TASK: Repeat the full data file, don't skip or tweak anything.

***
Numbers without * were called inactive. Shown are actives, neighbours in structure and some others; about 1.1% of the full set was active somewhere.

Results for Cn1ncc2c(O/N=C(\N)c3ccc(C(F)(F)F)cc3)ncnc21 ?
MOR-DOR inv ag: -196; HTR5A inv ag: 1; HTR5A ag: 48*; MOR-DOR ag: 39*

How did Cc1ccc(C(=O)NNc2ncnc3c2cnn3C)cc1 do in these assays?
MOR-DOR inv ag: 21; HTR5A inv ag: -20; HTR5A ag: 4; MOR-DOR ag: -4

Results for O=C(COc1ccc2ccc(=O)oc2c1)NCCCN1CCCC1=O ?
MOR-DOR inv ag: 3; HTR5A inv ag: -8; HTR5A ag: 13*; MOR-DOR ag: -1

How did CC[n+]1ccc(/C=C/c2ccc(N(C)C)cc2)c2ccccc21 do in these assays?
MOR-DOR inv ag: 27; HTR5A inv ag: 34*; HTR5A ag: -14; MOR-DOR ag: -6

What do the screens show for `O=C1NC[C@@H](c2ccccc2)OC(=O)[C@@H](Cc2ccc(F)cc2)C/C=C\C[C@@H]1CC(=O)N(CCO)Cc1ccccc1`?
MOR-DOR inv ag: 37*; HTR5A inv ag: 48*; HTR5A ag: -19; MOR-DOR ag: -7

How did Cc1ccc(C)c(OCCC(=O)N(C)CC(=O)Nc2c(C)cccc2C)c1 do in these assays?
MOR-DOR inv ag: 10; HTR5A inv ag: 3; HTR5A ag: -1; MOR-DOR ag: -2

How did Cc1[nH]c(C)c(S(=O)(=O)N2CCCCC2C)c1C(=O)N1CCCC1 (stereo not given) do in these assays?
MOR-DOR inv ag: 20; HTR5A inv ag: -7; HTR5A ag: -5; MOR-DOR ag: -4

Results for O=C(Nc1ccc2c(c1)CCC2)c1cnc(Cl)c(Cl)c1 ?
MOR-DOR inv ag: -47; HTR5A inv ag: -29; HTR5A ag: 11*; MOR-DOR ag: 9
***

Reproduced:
Numbers without * were called inactive. Shown are actives, neighbours in structure and some others; about 1.1% of the full set was active somewhere.

Results for Cn1ncc2c(O/N=C(\N)c3ccc(C(F)(F)F)cc3)ncnc21 ?
MOR-DOR inv ag: -196; HTR5A inv ag: 1; HTR5A ag: 48*; MOR-DOR ag: 39*

How did Cc1ccc(C(=O)NNc2ncnc3c2cnn3C)cc1 do in these assays?
MOR-DOR inv ag: 21; HTR5A inv ag: -20; HTR5A ag: 4; MOR-DOR ag: -4

Results for O=C(COc1ccc2ccc(=O)oc2c1)NCCCN1CCCC1=O ?
MOR-DOR inv ag: 3; HTR5A inv ag: -8; HTR5A ag: 13*; MOR-DOR ag: -1

How did CC[n+]1ccc(/C=C/c2ccc(N(C)C)cc2)c2ccccc21 do in these assays?
MOR-DOR inv ag: 27; HTR5A inv ag: 34*; HTR5A ag: -14; MOR-DOR ag: -6

What do the screens show for `O=C1NC[C@@H](c2ccccc2)OC(=O)[C@@H](Cc2ccc(F)cc2)C/C=C\C[C@@H]1CC(=O)N(CCO)Cc1ccccc1`?
MOR-DOR inv ag: 37*; HTR5A inv ag: 48*; HTR5A ag: -19; MOR-DOR ag: -7

How did Cc1ccc(C)c(OCCC(=O)N(C)CC(=O)Nc2c(C)cccc2C)c1 do in these assays?
MOR-DOR inv ag: 10; HTR5A inv ag: 3; HTR5A ag: -1; MOR-DOR ag: -2

How did Cc1[nH]c(C)c(S(=O)(=O)N2CCCCC2C)c1C(=O)N1CCCC1 (stereo not given) do in these assays?
MOR-DOR inv ag: 20; HTR5A inv ag: -7; HTR5A ag: -5; MOR-DOR ag: -4

Results for O=C(Nc1ccc2c(c1)CCC2)c1cnc(Cl)c(Cl)c1 ?
MOR-DOR inv ag: -47; HTR5A inv ag: -29; HTR5A ag: 11*; MOR-DOR ag: 9